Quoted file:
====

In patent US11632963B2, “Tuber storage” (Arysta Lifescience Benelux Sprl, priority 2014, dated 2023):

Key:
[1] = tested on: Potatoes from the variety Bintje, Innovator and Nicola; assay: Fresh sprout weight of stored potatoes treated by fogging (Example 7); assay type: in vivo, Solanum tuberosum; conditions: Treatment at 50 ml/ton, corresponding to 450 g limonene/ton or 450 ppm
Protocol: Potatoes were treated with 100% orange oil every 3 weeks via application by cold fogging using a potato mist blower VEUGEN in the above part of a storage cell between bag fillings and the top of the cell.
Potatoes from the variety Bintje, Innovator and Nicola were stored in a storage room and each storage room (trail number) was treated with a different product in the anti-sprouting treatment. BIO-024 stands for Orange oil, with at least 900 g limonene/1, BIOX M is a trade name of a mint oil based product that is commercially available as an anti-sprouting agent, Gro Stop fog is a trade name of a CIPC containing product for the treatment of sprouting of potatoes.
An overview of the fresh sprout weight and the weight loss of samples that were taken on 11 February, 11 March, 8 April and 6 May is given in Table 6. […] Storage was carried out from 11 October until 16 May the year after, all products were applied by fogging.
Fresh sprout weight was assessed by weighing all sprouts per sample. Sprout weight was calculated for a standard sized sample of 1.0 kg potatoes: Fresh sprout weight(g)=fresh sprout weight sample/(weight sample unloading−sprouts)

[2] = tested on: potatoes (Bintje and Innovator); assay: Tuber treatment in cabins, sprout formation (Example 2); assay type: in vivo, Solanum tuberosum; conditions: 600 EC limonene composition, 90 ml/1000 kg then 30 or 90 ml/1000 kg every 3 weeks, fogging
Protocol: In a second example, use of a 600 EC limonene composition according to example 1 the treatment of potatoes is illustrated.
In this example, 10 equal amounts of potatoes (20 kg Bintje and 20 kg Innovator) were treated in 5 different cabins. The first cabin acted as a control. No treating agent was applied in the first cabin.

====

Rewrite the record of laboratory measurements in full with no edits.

In patent US11632963B2, “Tuber storage” (Arysta Lifescience Benelux Sprl, priority 2014, dated 2023):

Key:
[1] = tested on: Potatoes from the variety Bintje, Innovator and Nicola; assay: Fresh sprout weight of stored potatoes treated by fogging (Example 7); assay type: in vivo, Solanum tuberosum; conditions: Treatment at 50 ml/ton, corresponding to 450 g limonene/ton or 450 ppm
Protocol: Potatoes were treated with 100% orange oil every 3 weeks via application by cold fogging using a potato mist blower VEUGEN in the above part of a storage cell between bag fillings and the top of the cell.
Potatoes from the variety Bintje, Innovator and Nicola were stored in a storage room and each storage room (trail number) was treated with a different product in the anti-sprouting treatment. BIO-024 stands for Orange oil, with at least 900 g limonene/1, BIOX M is a trade name of a mint oil based product that is commercially available as an anti-sprouting agent, Gro Stop fog is a trade name of a CIPC containing product for the treatment of sprouting of potatoes.
An overview of the fresh sprout weight and the weight loss of samples that were taken on 11 February, 11 March, 8 April and 6 May is given in Table 6. […] Storage was carried out from 11 October until 16 May the year after, all products were applied by fogging.
Fresh sprout weight was assessed by weighing all sprouts per sample. Sprout weight was calculated for a standard sized sample of 1.0 kg potatoes: Fresh sprout weight(g)=fresh sprout weight sample/(weight sample unloading−sprouts)

[2] = tested on: potatoes (Bintje and Innovator); assay: Tuber treatment in cabins, sprout formation (Example 2); assay type: in vivo, Solanum tuberosum; conditions: 600 EC limonene composition, 90 ml/1000 kg then 30 or 90 ml/1000 kg every 3 weeks, fogging
Protocol: In a second example, use of a 600 EC limonene composition according to example 1 the treatment of potatoes is illustrated.
In this example, 10 equal amounts of potatoes (20 kg Bintje and 20 kg Innovator) were treated in 5 different cabins. The first cabin acted as a control. No treating agent was applied in the first cabin.